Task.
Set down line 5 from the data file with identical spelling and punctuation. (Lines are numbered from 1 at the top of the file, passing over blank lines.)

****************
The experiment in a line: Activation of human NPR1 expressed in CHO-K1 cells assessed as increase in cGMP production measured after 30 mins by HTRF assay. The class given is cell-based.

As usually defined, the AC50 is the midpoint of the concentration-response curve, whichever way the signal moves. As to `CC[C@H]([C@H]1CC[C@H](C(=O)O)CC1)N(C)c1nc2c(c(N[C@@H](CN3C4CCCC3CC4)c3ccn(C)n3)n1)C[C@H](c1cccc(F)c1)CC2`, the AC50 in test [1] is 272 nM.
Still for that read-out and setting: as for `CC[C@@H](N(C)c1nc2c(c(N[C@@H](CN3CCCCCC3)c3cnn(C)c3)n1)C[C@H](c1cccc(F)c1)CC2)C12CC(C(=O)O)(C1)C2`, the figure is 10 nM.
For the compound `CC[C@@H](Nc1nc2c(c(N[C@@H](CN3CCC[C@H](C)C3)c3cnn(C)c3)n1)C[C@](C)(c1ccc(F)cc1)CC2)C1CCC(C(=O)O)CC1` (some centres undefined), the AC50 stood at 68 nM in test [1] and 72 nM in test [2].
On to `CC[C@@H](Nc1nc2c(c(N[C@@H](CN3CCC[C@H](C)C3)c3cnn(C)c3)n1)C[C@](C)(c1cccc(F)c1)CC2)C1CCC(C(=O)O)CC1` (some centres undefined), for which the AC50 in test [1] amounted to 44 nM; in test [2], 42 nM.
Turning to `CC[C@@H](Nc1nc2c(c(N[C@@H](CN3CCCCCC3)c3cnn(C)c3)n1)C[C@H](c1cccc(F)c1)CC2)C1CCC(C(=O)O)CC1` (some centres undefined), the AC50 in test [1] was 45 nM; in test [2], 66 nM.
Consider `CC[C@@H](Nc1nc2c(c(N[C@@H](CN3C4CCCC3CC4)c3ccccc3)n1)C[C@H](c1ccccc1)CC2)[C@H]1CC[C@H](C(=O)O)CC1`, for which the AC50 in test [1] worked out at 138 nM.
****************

On to `CC[C@@H](Nc1nc2c(c(N[C@@H](CN3CCC[C@H](C)C3)c3cnn(C)c3)n1)C[C@](C)(c1cccc(F)c1)CC2)C1CCC(C(=O)O)CC1` (some centres undefined), for which the AC50 in test [1] amounted to 44 nM; in test [2], 42 nM.